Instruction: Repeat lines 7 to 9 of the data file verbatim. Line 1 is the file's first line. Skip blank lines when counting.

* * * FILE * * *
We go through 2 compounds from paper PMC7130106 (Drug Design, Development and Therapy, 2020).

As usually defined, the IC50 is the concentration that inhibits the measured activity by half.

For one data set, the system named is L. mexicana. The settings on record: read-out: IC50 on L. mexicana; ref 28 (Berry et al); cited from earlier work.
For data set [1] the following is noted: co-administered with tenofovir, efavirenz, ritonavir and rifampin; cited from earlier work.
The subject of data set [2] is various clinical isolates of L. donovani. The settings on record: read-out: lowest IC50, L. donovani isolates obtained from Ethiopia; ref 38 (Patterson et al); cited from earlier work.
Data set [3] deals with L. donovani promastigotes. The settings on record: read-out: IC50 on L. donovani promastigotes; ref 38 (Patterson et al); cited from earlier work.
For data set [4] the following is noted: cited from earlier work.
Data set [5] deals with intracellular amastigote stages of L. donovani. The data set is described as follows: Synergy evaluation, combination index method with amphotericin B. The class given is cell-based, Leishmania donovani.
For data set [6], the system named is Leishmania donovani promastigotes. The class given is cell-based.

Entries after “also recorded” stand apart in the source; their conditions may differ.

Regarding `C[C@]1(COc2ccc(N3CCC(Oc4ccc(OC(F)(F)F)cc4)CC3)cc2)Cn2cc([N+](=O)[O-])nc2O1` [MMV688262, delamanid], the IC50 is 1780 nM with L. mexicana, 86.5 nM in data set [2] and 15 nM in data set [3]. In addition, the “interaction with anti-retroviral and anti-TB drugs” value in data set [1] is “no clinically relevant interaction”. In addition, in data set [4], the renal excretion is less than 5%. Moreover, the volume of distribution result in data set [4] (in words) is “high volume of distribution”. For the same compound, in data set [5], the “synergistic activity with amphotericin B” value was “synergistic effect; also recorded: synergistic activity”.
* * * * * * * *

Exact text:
For data set [4] the following is noted: cited from earlier work.
Data set [5] deals with intracellular amastigote stages of L. donovani. The data set is described as follows: Synergy evaluation, combination index method with amphotericin B. The class given is cell-based, Leishmania donovani.
For data set [6], the system named is Leishmania donovani promastigotes. The class given is cell-based.